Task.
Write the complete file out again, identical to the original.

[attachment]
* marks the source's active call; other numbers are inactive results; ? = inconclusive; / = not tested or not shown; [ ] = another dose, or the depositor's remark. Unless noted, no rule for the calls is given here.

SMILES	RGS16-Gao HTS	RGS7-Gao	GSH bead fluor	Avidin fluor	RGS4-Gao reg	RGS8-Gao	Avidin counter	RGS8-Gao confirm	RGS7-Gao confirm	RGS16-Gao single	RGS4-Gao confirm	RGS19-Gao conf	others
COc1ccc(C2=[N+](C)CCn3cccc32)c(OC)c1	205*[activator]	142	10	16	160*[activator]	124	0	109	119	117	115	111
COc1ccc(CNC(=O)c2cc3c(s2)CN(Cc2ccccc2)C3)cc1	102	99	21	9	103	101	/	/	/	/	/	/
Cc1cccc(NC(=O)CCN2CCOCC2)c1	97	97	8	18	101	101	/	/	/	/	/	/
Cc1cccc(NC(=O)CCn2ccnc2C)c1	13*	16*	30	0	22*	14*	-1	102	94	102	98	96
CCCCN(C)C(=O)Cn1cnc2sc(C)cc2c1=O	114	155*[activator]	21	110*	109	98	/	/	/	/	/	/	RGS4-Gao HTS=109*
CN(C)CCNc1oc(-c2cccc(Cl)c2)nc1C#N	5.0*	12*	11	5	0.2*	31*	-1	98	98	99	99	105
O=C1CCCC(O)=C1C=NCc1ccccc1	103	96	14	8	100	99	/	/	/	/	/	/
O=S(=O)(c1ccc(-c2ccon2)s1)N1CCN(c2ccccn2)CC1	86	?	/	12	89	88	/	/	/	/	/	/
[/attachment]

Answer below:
* marks the source's active call; other numbers are inactive results; ? = inconclusive; / = not tested or not shown; [ ] = another dose, or the depositor's remark. Unless noted, no rule for the calls is given here.

SMILES	RGS16-Gao HTS	RGS7-Gao	GSH bead fluor	Avidin fluor	RGS4-Gao reg	RGS8-Gao	Avidin counter	RGS8-Gao confirm	RGS7-Gao confirm	RGS16-Gao single	RGS4-Gao confirm	RGS19-Gao conf	others
COc1ccc(C2=[N+](C)CCn3cccc32)c(OC)c1	205*[activator]	142	10	16	160*[activator]	124	0	109	119	117	115	111
COc1ccc(CNC(=O)c2cc3c(s2)CN(Cc2ccccc2)C3)cc1	102	99	21	9	103	101	/	/	/	/	/	/
Cc1cccc(NC(=O)CCN2CCOCC2)c1	97	97	8	18	101	101	/	/	/	/	/	/
Cc1cccc(NC(=O)CCn2ccnc2C)c1	13*	16*	30	0	22*	14*	-1	102	94	102	98	96
CCCCN(C)C(=O)Cn1cnc2sc(C)cc2c1=O	114	155*[activator]	21	110*	109	98	/	/	/	/	/	/	RGS4-Gao HTS=109*
CN(C)CCNc1oc(-c2cccc(Cl)c2)nc1C#N	5.0*	12*	11	5	0.2*	31*	-1	98	98	99	99	105
O=C1CCCC(O)=C1C=NCc1ccccc1	103	96	14	8	100	99	/	/	/	/	/	/
O=S(=O)(c1ccc(-c2ccon2)s1)N1CCN(c2ccccn2)CC1	86	?	/	12	89	88	/	/	/	/	/	/